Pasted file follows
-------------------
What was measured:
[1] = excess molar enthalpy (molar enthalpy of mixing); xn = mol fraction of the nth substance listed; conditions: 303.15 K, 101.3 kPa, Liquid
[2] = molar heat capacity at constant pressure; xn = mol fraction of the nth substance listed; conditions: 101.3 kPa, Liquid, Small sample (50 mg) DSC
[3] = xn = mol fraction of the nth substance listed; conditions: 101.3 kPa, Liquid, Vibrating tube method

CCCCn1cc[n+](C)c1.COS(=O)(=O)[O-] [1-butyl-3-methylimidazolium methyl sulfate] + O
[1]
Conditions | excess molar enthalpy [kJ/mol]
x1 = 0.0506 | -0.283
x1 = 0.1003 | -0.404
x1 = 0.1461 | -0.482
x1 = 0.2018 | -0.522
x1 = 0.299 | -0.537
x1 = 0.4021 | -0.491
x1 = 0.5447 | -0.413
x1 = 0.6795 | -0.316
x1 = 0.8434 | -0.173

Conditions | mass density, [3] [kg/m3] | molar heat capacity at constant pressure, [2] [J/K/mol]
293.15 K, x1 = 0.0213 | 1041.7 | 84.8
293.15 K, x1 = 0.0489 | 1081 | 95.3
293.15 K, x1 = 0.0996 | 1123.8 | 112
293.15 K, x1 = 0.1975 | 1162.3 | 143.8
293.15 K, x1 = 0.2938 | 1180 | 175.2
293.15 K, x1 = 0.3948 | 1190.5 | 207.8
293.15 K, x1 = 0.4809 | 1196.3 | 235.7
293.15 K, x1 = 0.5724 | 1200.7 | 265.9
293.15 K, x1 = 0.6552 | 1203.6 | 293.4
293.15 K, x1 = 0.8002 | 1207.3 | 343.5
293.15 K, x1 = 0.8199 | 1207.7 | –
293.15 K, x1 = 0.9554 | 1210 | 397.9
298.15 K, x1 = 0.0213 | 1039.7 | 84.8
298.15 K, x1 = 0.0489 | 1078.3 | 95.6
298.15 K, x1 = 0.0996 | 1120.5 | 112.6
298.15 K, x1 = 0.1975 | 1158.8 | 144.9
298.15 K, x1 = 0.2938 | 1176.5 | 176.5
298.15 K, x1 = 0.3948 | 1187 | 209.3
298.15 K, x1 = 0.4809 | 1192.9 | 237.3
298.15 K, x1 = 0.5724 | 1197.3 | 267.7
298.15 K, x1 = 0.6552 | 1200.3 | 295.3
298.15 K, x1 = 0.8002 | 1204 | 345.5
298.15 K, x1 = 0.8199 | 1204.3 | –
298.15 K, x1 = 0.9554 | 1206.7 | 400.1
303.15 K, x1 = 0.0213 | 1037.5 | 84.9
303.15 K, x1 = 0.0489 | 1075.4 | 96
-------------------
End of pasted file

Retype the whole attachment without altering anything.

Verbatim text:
What was measured:
[1] = excess molar enthalpy (molar enthalpy of mixing); xn = mol fraction of the nth substance listed; conditions: 303.15 K, 101.3 kPa, Liquid
[2] = molar heat capacity at constant pressure; xn = mol fraction of the nth substance listed; conditions: 101.3 kPa, Liquid, Small sample (50 mg) DSC
[3] = xn = mol fraction of the nth substance listed; conditions: 101.3 kPa, Liquid, Vibrating tube method

CCCCn1cc[n+](C)c1.COS(=O)(=O)[O-] [1-butyl-3-methylimidazolium methyl sulfate] + O
[1]
Conditions | excess molar enthalpy [kJ/mol]
x1 = 0.0506 | -0.283
x1 = 0.1003 | -0.404
x1 = 0.1461 | -0.482
x1 = 0.2018 | -0.522
x1 = 0.299 | -0.537
x1 = 0.4021 | -0.491
x1 = 0.5447 | -0.413
x1 = 0.6795 | -0.316
x1 = 0.8434 | -0.173

Conditions | mass density, [3] [kg/m3] | molar heat capacity at constant pressure, [2] [J/K/mol]
293.15 K, x1 = 0.0213 | 1041.7 | 84.8
293.15 K, x1 = 0.0489 | 1081 | 95.3
293.15 K, x1 = 0.0996 | 1123.8 | 112
293.15 K, x1 = 0.1975 | 1162.3 | 143.8
293.15 K, x1 = 0.2938 | 1180 | 175.2
293.15 K, x1 = 0.3948 | 1190.5 | 207.8
293.15 K, x1 = 0.4809 | 1196.3 | 235.7
293.15 K, x1 = 0.5724 | 1200.7 | 265.9
293.15 K, x1 = 0.6552 | 1203.6 | 293.4
293.15 K, x1 = 0.8002 | 1207.3 | 343.5
293.15 K, x1 = 0.8199 | 1207.7 | –
293.15 K, x1 = 0.9554 | 1210 | 397.9
298.15 K, x1 = 0.0213 | 1039.7 | 84.8
298.15 K, x1 = 0.0489 | 1078.3 | 95.6
298.15 K, x1 = 0.0996 | 1120.5 | 112.6
298.15 K, x1 = 0.1975 | 1158.8 | 144.9
298.15 K, x1 = 0.2938 | 1176.5 | 176.5
298.15 K, x1 = 0.3948 | 1187 | 209.3
298.15 K, x1 = 0.4809 | 1192.9 | 237.3
298.15 K, x1 = 0.5724 | 1197.3 | 267.7
298.15 K, x1 = 0.6552 | 1200.3 | 295.3
298.15 K, x1 = 0.8002 | 1204 | 345.5
298.15 K, x1 = 0.8199 | 1204.3 | –
298.15 K, x1 = 0.9554 | 1206.7 | 400.1
303.15 K, x1 = 0.0213 | 1037.5 | 84.9
303.15 K, x1 = 0.0489 | 1075.4 | 96